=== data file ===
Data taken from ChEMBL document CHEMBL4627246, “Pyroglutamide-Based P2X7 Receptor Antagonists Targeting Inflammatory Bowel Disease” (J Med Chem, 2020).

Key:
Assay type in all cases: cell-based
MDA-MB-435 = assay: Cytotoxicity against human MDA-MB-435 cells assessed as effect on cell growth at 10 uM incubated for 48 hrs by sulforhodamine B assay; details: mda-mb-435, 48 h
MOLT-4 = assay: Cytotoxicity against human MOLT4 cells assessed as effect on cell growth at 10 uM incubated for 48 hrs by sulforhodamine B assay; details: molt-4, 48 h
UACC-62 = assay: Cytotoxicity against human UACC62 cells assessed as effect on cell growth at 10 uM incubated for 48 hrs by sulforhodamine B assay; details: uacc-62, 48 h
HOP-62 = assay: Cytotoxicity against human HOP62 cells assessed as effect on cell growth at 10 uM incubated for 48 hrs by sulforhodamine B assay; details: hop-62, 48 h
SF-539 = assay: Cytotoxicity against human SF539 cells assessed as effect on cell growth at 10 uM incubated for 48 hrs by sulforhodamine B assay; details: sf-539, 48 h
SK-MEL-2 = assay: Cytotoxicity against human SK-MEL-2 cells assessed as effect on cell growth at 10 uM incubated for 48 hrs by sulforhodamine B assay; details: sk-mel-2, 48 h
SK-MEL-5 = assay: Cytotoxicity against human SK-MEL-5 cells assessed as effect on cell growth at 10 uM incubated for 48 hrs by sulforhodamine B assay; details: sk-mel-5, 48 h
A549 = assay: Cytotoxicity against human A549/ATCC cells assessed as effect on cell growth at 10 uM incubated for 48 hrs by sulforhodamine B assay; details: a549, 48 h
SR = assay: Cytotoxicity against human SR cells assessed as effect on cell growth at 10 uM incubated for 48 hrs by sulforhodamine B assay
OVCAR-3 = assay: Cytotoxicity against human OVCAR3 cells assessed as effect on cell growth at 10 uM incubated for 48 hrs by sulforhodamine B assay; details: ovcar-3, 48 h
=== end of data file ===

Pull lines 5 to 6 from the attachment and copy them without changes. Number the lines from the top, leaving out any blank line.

MOLT-4 = assay: Cytotoxicity against human MOLT4 cells assessed as effect on cell growth at 10 uM incubated for 48 hrs by sulforhodamine B assay; details: molt-4, 48 h
UACC-62 = assay: Cytotoxicity against human UACC62 cells assessed as effect on cell growth at 10 uM incubated for 48 hrs by sulforhodamine B assay; details: uacc-62, 48 h